The competition feature Jezebel (9:30 p.m., Hattiloo Theatre) by director Numa Perrier focuses on the story of a young black woman in Las Vegas who is forced to take a job as a cam girl when the death of her mother threatens to leave her homeless. The emotional heart of the film is the conflict that arises when the protagonist discovers that she kind of likes being naughty with strangers on the internet, and the dangers that arise when one of her clients gets too close.

Outdoors in the big tent block party, the premiere musical event of the festival happens at 8:30 p.m. Unapologetic Records will celebrate the release of its new compilation album Stuntarious IV with a show featuring performances by A Weirdo From Memphis, IMAKEMADBEATS, C Major, Kid Maestro, She’Chinah, Aaron James, and Cameron Bethany. Expect surprises and, well, lots of mad beats!

Finally, at midnight, a pair of screenings of classic films—for various definitions of the word "classic"— at Studio on the Square. Queen of the Damned is Michael Rymer's adaptation of the third novel in Anne Rice's vampire trilogy. Pop star Aaliyah starred as vampire queen Akasha, and had just finished the film when she died in a plane crash in the Bahamas. The film has become something of a camp classic, and is probably most notable today for inspiring a ton of great Halloween costumes.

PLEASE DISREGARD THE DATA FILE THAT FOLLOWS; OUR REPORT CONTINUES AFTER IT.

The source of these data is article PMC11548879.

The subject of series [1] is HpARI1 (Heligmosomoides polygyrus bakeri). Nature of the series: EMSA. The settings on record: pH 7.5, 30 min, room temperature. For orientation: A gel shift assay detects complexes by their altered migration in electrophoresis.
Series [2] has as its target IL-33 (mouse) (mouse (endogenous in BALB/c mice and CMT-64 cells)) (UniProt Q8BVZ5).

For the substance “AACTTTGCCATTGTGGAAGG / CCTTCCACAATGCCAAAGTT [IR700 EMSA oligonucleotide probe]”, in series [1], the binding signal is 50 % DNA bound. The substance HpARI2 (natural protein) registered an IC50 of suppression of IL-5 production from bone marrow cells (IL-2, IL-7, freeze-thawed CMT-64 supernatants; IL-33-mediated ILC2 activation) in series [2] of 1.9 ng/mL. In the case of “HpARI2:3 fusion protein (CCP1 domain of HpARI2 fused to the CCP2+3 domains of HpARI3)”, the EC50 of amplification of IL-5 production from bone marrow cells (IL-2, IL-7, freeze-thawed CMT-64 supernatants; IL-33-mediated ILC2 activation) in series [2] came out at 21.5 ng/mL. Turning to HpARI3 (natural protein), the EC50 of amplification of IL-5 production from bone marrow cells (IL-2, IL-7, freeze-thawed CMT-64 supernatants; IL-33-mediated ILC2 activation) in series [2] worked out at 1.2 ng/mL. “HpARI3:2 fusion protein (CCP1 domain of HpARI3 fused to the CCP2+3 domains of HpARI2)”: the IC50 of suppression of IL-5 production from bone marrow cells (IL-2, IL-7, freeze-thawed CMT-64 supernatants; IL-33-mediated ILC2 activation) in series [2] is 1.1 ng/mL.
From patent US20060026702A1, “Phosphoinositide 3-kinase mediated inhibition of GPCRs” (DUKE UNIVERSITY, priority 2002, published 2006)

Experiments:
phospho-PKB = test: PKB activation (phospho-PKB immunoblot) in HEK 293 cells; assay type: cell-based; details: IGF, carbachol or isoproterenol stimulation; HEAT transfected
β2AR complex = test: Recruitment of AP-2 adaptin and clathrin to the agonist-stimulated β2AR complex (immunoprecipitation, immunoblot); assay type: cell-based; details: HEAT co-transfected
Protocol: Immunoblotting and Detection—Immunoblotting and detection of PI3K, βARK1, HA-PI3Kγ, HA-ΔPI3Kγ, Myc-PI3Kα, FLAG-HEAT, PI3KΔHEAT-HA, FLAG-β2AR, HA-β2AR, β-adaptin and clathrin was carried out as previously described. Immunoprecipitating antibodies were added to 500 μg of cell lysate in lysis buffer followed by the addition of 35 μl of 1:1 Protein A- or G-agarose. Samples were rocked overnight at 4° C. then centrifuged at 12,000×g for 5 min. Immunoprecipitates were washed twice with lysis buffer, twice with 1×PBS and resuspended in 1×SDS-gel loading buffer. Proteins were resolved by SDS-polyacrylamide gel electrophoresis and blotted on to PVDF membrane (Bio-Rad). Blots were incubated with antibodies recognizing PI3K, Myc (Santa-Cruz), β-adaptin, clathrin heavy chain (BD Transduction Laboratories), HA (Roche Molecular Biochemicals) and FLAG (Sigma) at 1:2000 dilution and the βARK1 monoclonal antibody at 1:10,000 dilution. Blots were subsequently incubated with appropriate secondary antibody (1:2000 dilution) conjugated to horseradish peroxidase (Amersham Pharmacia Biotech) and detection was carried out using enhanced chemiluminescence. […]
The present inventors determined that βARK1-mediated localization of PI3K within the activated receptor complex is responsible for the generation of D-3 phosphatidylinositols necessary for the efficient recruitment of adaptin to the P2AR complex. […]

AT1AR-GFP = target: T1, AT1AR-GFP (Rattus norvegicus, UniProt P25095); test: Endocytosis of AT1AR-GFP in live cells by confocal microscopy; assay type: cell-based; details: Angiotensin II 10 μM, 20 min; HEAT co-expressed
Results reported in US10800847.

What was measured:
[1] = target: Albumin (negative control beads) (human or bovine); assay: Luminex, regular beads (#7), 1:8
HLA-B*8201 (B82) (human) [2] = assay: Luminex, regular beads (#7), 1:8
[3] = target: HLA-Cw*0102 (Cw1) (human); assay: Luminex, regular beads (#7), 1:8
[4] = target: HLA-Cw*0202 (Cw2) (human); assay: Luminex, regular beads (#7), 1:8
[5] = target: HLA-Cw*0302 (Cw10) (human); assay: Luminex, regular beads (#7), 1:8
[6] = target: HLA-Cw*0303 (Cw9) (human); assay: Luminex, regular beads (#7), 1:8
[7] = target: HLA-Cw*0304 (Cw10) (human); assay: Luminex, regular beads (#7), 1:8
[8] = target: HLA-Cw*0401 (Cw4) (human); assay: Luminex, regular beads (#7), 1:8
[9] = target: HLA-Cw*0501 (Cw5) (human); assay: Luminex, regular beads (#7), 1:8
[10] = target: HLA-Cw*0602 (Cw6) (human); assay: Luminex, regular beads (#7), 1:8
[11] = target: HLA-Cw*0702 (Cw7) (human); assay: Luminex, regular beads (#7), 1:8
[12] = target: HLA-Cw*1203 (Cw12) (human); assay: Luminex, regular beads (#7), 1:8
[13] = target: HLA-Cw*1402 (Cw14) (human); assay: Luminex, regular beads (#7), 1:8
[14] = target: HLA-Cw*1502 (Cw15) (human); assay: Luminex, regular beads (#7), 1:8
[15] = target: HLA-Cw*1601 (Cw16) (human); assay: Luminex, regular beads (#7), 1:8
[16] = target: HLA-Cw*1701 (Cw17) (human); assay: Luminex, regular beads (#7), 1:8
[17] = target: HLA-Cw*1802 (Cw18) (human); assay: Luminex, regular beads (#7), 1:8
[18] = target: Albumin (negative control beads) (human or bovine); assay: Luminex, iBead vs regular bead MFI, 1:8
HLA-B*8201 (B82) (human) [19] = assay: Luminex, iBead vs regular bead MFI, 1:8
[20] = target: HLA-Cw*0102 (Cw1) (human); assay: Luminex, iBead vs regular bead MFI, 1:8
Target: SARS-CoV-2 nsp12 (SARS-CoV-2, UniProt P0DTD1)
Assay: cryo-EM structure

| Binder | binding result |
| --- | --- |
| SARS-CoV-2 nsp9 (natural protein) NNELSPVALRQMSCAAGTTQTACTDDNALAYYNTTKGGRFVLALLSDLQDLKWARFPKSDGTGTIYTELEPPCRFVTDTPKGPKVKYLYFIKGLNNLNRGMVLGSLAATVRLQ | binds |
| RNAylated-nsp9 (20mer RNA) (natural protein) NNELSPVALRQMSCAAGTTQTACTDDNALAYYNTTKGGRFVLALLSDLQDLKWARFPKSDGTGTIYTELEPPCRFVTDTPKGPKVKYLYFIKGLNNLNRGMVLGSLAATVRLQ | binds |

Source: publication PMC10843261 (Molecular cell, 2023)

The other screening is Exorcist director William Friedkin's masterpiece Sorcerer. Starring Roy Scheider as an anti-hero in charge of a ragtag group of desperados trying to move a truckload of nitroglycerin through the Amazon jungle, it's a gripping ride through human greed.

Come back tomorrow for another daily update on Indie Memphis 2019.